Form Follows Function: Balancing the Pretty with the Functional

With graphic design, it can be easy to become very focused on the design and lose sight of the original goal and scope of the project. To keep you focused and on task, we recommend these two simple reminders: 

  1. Don’t overcomplicate the design
  2. Always keep in mind for whom you’re creating the project and why

This concept of “form follows function” is the design principle of architect Louis H. Sullivan, who originally coined the phrase in his 1896 essay, “The Tall Office Building Artistically Considered.” Sullivan’s young protegee, Frank Lloyd Wright, later revised his mentor’s principle, writing in 1939 that that “form and function should be one.”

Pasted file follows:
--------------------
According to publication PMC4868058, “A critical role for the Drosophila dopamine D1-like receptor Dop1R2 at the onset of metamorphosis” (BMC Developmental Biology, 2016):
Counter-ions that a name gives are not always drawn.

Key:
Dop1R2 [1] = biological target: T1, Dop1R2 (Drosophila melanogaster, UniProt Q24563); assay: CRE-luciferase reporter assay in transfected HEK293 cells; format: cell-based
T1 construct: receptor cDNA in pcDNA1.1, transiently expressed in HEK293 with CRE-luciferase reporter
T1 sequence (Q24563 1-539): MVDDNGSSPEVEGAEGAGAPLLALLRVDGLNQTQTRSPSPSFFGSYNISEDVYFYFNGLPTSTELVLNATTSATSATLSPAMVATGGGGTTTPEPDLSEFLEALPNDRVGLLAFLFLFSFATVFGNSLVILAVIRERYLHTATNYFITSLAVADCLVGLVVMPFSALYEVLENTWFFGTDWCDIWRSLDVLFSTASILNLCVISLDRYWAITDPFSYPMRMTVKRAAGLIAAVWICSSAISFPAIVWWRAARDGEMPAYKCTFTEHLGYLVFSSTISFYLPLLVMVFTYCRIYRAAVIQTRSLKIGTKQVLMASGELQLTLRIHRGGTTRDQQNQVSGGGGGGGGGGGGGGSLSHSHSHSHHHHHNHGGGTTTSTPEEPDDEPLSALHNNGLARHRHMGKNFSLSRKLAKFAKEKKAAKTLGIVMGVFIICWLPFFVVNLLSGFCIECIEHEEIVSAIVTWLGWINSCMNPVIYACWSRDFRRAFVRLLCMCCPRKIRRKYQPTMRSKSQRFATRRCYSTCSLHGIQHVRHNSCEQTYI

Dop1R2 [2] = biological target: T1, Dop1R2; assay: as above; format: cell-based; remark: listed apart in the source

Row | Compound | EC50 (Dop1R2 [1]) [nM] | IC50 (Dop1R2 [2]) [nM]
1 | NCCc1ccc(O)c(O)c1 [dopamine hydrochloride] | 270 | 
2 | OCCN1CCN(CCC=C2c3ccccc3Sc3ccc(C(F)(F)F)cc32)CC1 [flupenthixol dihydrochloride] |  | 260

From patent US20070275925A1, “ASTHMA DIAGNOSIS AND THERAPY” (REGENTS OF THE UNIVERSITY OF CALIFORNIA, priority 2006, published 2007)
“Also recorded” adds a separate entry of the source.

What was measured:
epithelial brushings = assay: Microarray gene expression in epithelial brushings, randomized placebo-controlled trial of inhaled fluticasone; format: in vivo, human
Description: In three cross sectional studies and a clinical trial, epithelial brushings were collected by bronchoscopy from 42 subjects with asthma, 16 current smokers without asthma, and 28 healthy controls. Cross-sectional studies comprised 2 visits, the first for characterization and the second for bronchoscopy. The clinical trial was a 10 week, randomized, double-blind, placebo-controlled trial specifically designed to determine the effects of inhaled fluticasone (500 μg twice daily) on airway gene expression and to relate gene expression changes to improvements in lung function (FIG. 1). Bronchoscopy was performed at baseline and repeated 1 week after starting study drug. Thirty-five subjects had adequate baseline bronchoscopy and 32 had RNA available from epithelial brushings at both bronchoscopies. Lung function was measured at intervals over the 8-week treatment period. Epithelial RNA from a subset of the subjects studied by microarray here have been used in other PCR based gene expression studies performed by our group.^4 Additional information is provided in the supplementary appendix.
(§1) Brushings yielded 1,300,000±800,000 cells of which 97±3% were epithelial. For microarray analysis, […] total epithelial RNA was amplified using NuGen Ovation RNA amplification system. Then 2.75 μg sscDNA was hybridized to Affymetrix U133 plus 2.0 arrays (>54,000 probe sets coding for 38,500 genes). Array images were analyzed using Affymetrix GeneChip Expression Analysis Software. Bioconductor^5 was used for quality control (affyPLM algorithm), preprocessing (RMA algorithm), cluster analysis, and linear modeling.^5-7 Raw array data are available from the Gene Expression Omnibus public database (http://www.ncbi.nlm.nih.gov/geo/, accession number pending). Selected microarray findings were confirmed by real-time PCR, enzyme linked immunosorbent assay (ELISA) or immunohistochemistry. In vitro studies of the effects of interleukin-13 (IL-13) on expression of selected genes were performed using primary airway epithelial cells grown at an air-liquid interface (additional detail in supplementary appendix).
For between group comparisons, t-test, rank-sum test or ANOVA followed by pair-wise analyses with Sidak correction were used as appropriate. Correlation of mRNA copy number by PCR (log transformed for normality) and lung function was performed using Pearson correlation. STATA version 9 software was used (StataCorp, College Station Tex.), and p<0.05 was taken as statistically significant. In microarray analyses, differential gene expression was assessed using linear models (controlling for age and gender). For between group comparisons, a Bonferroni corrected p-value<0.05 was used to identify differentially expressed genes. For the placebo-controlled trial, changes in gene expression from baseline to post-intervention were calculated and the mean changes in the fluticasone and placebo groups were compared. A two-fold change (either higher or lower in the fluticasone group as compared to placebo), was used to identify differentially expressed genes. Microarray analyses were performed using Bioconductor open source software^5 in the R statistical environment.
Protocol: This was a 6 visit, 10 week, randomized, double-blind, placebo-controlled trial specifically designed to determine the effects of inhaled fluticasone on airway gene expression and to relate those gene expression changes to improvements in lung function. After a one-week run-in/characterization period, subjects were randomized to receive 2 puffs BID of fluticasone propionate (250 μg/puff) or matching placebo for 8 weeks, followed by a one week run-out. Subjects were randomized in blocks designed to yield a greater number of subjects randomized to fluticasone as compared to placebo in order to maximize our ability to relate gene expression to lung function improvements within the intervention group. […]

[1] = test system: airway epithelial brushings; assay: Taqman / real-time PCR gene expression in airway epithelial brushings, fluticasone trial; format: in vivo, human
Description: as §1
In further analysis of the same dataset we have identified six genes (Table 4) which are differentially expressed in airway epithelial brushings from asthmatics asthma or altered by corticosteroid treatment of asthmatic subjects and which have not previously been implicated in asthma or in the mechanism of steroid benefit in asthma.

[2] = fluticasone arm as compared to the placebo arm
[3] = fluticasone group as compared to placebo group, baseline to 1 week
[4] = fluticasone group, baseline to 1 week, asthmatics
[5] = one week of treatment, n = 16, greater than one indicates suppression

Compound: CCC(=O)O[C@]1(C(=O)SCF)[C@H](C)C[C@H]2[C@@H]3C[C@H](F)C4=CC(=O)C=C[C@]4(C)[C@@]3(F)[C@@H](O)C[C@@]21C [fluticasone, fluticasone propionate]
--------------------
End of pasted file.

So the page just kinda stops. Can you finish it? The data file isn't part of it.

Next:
These philosophies of building apply to graphic design projects in much the same way as they do with skyscrapers and organic architecture: bring together the task and the design in a harmonious way. 

Some examples we like are Sidetracked, an independent travel magazine with strong visual appeal, and the Hungarian Tourism Agency’s website, Visit Hungary.

Whether it’s creating a business card, banner, or an entire website, a design should be aesthetically appealing but also achieve its goal: Neither form nor function should overpower the other.

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